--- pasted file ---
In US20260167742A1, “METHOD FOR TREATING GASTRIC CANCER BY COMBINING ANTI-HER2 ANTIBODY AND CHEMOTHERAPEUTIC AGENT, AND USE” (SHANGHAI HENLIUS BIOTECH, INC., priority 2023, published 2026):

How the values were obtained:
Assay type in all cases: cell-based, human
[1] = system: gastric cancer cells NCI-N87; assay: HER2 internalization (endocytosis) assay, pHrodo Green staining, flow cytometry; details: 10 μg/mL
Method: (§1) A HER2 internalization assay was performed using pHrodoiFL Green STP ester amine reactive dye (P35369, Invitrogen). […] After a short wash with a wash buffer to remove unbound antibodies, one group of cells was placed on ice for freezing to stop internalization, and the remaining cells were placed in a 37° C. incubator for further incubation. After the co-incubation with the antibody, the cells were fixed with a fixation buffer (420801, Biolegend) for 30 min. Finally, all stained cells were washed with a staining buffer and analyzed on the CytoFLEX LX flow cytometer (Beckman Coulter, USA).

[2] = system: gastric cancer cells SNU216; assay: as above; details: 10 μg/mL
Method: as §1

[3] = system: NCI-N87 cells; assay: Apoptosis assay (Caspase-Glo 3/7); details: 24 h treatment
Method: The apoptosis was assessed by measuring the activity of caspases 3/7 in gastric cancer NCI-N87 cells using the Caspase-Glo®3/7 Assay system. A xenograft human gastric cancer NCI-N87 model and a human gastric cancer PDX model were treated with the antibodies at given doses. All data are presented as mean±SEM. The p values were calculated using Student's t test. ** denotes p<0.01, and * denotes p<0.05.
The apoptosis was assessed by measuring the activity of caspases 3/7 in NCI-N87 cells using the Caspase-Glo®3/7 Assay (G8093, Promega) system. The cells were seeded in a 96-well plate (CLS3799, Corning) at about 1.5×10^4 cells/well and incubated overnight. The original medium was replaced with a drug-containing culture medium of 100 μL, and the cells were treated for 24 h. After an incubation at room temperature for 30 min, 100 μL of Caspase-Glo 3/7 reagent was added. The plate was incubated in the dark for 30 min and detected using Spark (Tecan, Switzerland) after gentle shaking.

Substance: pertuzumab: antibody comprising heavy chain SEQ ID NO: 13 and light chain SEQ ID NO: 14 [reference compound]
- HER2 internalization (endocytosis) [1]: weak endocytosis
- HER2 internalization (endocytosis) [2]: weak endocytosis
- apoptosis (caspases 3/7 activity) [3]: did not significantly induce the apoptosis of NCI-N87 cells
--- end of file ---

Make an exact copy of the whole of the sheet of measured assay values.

In US20260167742A1, “METHOD FOR TREATING GASTRIC CANCER BY COMBINING ANTI-HER2 ANTIBODY AND CHEMOTHERAPEUTIC AGENT, AND USE” (SHANGHAI HENLIUS BIOTECH, INC., priority 2023, published 2026):

How the values were obtained:
Assay type in all cases: cell-based, human
[1] = system: gastric cancer cells NCI-N87; assay: HER2 internalization (endocytosis) assay, pHrodo Green staining, flow cytometry; details: 10 μg/mL
Method: (§1) A HER2 internalization assay was performed using pHrodoiFL Green STP ester amine reactive dye (P35369, Invitrogen). […] After a short wash with a wash buffer to remove unbound antibodies, one group of cells was placed on ice for freezing to stop internalization, and the remaining cells were placed in a 37° C. incubator for further incubation. After the co-incubation with the antibody, the cells were fixed with a fixation buffer (420801, Biolegend) for 30 min. Finally, all stained cells were washed with a staining buffer and analyzed on the CytoFLEX LX flow cytometer (Beckman Coulter, USA).

[2] = system: gastric cancer cells SNU216; assay: as above; details: 10 μg/mL
Method: as §1

[3] = system: NCI-N87 cells; assay: Apoptosis assay (Caspase-Glo 3/7); details: 24 h treatment
Method: The apoptosis was assessed by measuring the activity of caspases 3/7 in gastric cancer NCI-N87 cells using the Caspase-Glo®3/7 Assay system. A xenograft human gastric cancer NCI-N87 model and a human gastric cancer PDX model were treated with the antibodies at given doses. All data are presented as mean±SEM. The p values were calculated using Student's t test. ** denotes p<0.01, and * denotes p<0.05.
The apoptosis was assessed by measuring the activity of caspases 3/7 in NCI-N87 cells using the Caspase-Glo®3/7 Assay (G8093, Promega) system. The cells were seeded in a 96-well plate (CLS3799, Corning) at about 1.5×10^4 cells/well and incubated overnight. The original medium was replaced with a drug-containing culture medium of 100 μL, and the cells were treated for 24 h. After an incubation at room temperature for 30 min, 100 μL of Caspase-Glo 3/7 reagent was added. The plate was incubated in the dark for 30 min and detected using Spark (Tecan, Switzerland) after gentle shaking.

Substance: pertuzumab: antibody comprising heavy chain SEQ ID NO: 13 and light chain SEQ ID NO: 14 [reference compound]
- HER2 internalization (endocytosis) [1]: weak endocytosis
- HER2 internalization (endocytosis) [2]: weak endocytosis
- apoptosis (caspases 3/7 activity) [3]: did not significantly induce the apoptosis of NCI-N87 cells